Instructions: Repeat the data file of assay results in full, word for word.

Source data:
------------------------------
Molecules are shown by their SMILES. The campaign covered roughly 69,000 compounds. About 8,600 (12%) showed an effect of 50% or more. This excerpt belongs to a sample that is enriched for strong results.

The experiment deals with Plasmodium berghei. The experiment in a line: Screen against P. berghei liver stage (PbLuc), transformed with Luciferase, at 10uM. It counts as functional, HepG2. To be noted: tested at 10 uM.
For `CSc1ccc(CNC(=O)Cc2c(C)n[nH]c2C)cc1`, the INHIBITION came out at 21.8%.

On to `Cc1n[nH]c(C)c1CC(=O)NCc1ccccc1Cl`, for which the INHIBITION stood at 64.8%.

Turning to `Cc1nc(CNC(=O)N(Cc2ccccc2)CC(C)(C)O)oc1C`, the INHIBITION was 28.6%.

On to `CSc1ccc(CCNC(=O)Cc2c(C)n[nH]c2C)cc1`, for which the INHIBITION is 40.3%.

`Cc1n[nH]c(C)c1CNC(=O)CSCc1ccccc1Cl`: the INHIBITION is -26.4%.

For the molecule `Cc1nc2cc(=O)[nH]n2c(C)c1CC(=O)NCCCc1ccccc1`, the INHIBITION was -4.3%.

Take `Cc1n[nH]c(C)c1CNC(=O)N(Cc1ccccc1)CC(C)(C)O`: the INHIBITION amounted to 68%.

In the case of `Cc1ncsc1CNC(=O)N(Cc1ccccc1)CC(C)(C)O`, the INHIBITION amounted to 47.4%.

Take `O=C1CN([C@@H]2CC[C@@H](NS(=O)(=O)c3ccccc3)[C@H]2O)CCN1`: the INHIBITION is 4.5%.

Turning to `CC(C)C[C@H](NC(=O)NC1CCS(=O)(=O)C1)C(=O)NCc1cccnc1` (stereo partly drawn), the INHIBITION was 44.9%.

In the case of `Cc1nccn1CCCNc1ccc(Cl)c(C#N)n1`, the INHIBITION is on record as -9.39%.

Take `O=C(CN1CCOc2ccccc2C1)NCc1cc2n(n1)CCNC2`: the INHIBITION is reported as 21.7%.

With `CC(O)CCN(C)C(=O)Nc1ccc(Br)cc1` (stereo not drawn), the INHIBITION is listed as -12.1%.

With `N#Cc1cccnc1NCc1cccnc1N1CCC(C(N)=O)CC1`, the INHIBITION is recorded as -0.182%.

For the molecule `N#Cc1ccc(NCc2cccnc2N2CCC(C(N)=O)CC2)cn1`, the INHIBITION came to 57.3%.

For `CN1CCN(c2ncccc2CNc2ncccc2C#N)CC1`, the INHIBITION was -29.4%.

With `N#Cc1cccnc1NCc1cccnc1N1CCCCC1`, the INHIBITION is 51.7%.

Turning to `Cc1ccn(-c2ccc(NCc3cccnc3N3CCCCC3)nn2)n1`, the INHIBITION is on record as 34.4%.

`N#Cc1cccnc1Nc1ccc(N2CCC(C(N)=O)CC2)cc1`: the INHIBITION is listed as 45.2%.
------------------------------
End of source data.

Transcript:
Molecules are shown by their SMILES. The campaign covered roughly 69,000 compounds. About 8,600 (12%) showed an effect of 50% or more. This excerpt belongs to a sample that is enriched for strong results.

The experiment deals with Plasmodium berghei. The experiment in a line: Screen against P. berghei liver stage (PbLuc), transformed with Luciferase, at 10uM. It counts as functional, HepG2. To be noted: tested at 10 uM.
For `CSc1ccc(CNC(=O)Cc2c(C)n[nH]c2C)cc1`, the INHIBITION came out at 21.8%.

On to `Cc1n[nH]c(C)c1CC(=O)NCc1ccccc1Cl`, for which the INHIBITION stood at 64.8%.

Turning to `Cc1nc(CNC(=O)N(Cc2ccccc2)CC(C)(C)O)oc1C`, the INHIBITION was 28.6%.

On to `CSc1ccc(CCNC(=O)Cc2c(C)n[nH]c2C)cc1`, for which the INHIBITION is 40.3%.

`Cc1n[nH]c(C)c1CNC(=O)CSCc1ccccc1Cl`: the INHIBITION is -26.4%.

For the molecule `Cc1nc2cc(=O)[nH]n2c(C)c1CC(=O)NCCCc1ccccc1`, the INHIBITION was -4.3%.

Take `Cc1n[nH]c(C)c1CNC(=O)N(Cc1ccccc1)CC(C)(C)O`: the INHIBITION amounted to 68%.

In the case of `Cc1ncsc1CNC(=O)N(Cc1ccccc1)CC(C)(C)O`, the INHIBITION amounted to 47.4%.

Take `O=C1CN([C@@H]2CC[C@@H](NS(=O)(=O)c3ccccc3)[C@H]2O)CCN1`: the INHIBITION is 4.5%.

Turning to `CC(C)C[C@H](NC(=O)NC1CCS(=O)(=O)C1)C(=O)NCc1cccnc1` (stereo partly drawn), the INHIBITION was 44.9%.

In the case of `Cc1nccn1CCCNc1ccc(Cl)c(C#N)n1`, the INHIBITION is on record as -9.39%.

Take `O=C(CN1CCOc2ccccc2C1)NCc1cc2n(n1)CCNC2`: the INHIBITION is reported as 21.7%.

With `CC(O)CCN(C)C(=O)Nc1ccc(Br)cc1` (stereo not drawn), the INHIBITION is listed as -12.1%.

With `N#Cc1cccnc1NCc1cccnc1N1CCC(C(N)=O)CC1`, the INHIBITION is recorded as -0.182%.

For the molecule `N#Cc1ccc(NCc2cccnc2N2CCC(C(N)=O)CC2)cn1`, the INHIBITION came to 57.3%.

For `CN1CCN(c2ncccc2CNc2ncccc2C#N)CC1`, the INHIBITION was -29.4%.

With `N#Cc1cccnc1NCc1cccnc1N1CCCCC1`, the INHIBITION is 51.7%.

Turning to `Cc1ccn(-c2ccc(NCc3cccnc3N3CCCCC3)nn2)n1`, the INHIBITION is on record as 34.4%.

`N#Cc1cccnc1Nc1ccc(N2CCC(C(N)=O)CC2)cc1`: the INHIBITION is listed as 45.2%.